Organizations Vie For Block Grant Funding

The Center for Great Expectations’ Pam DeLuca speaks to the Township Council about the organization’s CDBG application.

A total of 17 applications for more than $330,000 in Community Development Block Grants were received by the township for 2018.

Representatives of several of the applicants showed up to the March 27 Township Council meeting to make their case for funding.

Not all of those requests will be filled. Deborah Mitchell, the township’s CDBG administrator, said that while this year’s funding has not yet been set, the township received $242,536 in 2017.

“We hope we’re somewhere in that area again for the upcoming year,” she told the council.

Funds come from the federal Department of Housing and Urban Development.

Applications come in two categories, public service and public facilities.

The organizations which applied to the public service category, and the amounts for which they asked, are:

  • Middle Earth of Somerville, for its Journeys Program for at-risk youth ages 12-17: $10,389
  • Center for Great Expectations, Katie’s Place, their daycare program: $20,000
  • Recreation Department’s Boys and Girls Council: $15,000;
  • Recreation Department’s Summer Camp: $15,000
  • Central Jersey Housing Resource Center, Raritan: $7,914
  • Franklin Food Bank: $1,500
  • Home Sharing Inc. of Bridgewater: $7,500
  • Grades 4 Life student incentive program: $45,000
  • Marie’s Allied Health & Technical Institute in Franklin: $6,000
  • Sister To Sister: $4,500
  • Week of the People: $25,000

The total funding request in that category is $157,803. Mitchell said the most that could be distributed, depending no how much the township gets from HUD, is $36,380.

Benjamin Guy, a representative of the Week of the People program which sponsors an activity day in the late summer, said the group is looking for funding “for continued service for some of the programs they currently do.”

The organization, he said, “is looking to expand and broaden its horizons in the community.”

Pam DeLuca, the Center for Great Expectations’ grants director, said teh $20,000 they are asking for would go to support staff salaries in Katie’s PLace, which is the center’s daycare.

“We work with 15 to 30 children throughout the year, children whose mothers are dealing with opioid addiction,” she said. “These children have gone through trauma, our staff is trained in trauma-informed care and specific education for children who are dealing with such things in their homes.”

Frank Hasner, executive director of the Franklin Food Bank, said the $1,500 would go toward buying fertilizer and irrigation products for the community farm on Canal Road.

The farm has been “very successful, not only in growing fresh produce, but also in giving the community a chance to assist in feeding their neighbors,” he said.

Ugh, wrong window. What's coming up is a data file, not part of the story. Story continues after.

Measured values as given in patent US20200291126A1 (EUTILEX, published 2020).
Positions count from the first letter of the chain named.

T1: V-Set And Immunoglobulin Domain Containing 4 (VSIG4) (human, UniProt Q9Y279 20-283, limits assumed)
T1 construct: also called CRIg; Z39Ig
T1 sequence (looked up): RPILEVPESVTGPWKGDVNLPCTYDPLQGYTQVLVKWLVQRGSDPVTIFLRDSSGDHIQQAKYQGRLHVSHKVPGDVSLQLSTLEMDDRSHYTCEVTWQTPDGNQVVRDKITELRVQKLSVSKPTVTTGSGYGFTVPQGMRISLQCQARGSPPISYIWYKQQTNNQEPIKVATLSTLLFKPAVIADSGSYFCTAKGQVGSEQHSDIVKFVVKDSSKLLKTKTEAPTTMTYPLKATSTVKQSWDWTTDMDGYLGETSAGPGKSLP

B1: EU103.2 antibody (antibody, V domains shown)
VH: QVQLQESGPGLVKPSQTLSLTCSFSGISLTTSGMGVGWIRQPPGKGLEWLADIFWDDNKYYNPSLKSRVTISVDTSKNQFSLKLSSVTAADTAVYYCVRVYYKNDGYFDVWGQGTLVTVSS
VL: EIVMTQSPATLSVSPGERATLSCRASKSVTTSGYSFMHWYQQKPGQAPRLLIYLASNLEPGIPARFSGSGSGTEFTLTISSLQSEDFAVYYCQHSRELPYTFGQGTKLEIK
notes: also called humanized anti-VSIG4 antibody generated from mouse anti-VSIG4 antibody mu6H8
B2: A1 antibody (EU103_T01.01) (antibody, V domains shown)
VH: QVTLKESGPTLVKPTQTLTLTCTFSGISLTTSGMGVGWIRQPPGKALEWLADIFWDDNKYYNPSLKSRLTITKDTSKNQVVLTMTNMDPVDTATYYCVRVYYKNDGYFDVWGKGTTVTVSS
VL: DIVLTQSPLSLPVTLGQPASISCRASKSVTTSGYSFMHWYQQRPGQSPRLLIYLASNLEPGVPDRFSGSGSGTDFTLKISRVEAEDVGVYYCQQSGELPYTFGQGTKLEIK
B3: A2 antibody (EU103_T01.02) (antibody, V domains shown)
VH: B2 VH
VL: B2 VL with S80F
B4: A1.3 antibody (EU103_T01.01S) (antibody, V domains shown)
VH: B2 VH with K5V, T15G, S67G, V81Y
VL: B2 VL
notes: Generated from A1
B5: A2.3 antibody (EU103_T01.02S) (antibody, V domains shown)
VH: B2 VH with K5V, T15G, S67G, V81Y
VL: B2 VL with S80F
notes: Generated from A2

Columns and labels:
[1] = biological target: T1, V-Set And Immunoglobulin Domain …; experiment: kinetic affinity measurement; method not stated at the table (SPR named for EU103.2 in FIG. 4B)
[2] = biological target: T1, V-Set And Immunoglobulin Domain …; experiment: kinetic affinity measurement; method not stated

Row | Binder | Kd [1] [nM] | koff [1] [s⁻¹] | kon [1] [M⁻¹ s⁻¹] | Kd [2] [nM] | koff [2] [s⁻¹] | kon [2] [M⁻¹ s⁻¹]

Organizations asking for funding in the public facilities category, and the amount for which they asked, are:

  • Sister to Sister for landscape revitalization: $14,500
  • ARC of Somerset in Manville, renovations to their Franklin group home: $40,000
  • Franklin Food Bank, expansion: $10,500
  • SCAP, playground equipment installation: $25,000
  • Center for Great Expectations, WiFi thermostats and heat pumps: $18,080
  • Wilentz Senior Center on DeMott Lane, 20 kitchen upgrades and 90 bathroom upgrades: $71,260

DeLuca said the center is looking to install WiFi-based thermostats in one of the center’s houses to increase energy efficiency. The second part of the grant, she said, is needed to “install heating and cooling units in three offices in the basement of the building used to meet with mothers and children for medical evaluation, for educational evaluation and for mental health evaluation.”

Hasner said the food bank is looking for money to buy a cardboard compactor.

The food bank, he said, “gave out 1.3 million pounds of food to Franklin Township residents last year. Unfortunately we create  a lot of waste with that 1.3 million pounds, mostly cardboard and paper.”

“The county has been very helpful giving is containers, but even with those efforts, the bins get filled, and they start to encroach on the grass a little bit,” he said. “We try to keep it as clean as possible.”

The compactor, he said, “will take much less space, it will compact the cardboard. We won’t have issues of it blowing around because it will all be contained.”

“We will try to sell it to probably Colgate paper, right across the street and make a little bit of revenue,” Hasner said. “But the main thing is to show our recycling and keep the neighborhood clean.”

Teh council will make final decisions on the requests at a future meeting.


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